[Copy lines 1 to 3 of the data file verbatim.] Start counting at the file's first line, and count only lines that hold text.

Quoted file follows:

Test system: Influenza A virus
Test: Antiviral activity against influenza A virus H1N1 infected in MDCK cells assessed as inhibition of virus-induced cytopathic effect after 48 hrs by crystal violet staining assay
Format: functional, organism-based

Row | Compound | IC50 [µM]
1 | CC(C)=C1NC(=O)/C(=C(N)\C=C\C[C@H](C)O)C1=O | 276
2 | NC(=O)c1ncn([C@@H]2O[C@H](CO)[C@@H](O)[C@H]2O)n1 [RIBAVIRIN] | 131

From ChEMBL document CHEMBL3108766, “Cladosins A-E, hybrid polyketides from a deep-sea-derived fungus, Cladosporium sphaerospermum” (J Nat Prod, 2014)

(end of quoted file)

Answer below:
Test system: Influenza A virus
Test: Antiviral activity against influenza A virus H1N1 infected in MDCK cells assessed as inhibition of virus-induced cytopathic effect after 48 hrs by crystal violet staining assay
Format: functional, organism-based